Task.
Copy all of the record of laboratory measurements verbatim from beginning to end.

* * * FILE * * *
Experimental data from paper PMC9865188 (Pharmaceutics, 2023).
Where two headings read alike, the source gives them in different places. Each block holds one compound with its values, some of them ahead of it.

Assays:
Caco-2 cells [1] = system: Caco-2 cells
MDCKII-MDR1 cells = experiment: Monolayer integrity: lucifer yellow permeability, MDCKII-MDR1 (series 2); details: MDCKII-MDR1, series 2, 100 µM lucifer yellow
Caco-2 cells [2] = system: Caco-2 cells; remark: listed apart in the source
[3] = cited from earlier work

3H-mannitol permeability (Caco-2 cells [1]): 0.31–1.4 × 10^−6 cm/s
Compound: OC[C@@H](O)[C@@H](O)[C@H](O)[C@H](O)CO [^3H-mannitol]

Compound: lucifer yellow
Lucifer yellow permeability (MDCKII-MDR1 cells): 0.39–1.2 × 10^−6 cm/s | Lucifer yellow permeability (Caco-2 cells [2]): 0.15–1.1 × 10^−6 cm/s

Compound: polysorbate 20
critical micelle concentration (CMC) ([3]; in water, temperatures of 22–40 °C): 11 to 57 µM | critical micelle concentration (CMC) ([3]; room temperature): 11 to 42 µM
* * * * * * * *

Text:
Experimental data from paper PMC9865188 (Pharmaceutics, 2023).
Where two headings read alike, the source gives them in different places. Each block holds one compound with its values, some of them ahead of it.

Assays:
Caco-2 cells [1] = system: Caco-2 cells
MDCKII-MDR1 cells = experiment: Monolayer integrity: lucifer yellow permeability, MDCKII-MDR1 (series 2); details: MDCKII-MDR1, series 2, 100 µM lucifer yellow
Caco-2 cells [2] = system: Caco-2 cells; remark: listed apart in the source
[3] = cited from earlier work

3H-mannitol permeability (Caco-2 cells [1]): 0.31–1.4 × 10^−6 cm/s
Compound: OC[C@@H](O)[C@@H](O)[C@H](O)[C@H](O)CO [^3H-mannitol]

Compound: lucifer yellow
Lucifer yellow permeability (MDCKII-MDR1 cells): 0.39–1.2 × 10^−6 cm/s | Lucifer yellow permeability (Caco-2 cells [2]): 0.15–1.1 × 10^−6 cm/s

Compound: polysorbate 20
critical micelle concentration (CMC) ([3]; in water, temperatures of 22–40 °C): 11 to 57 µM | critical micelle concentration (CMC) ([3]; room temperature): 11 to 42 µM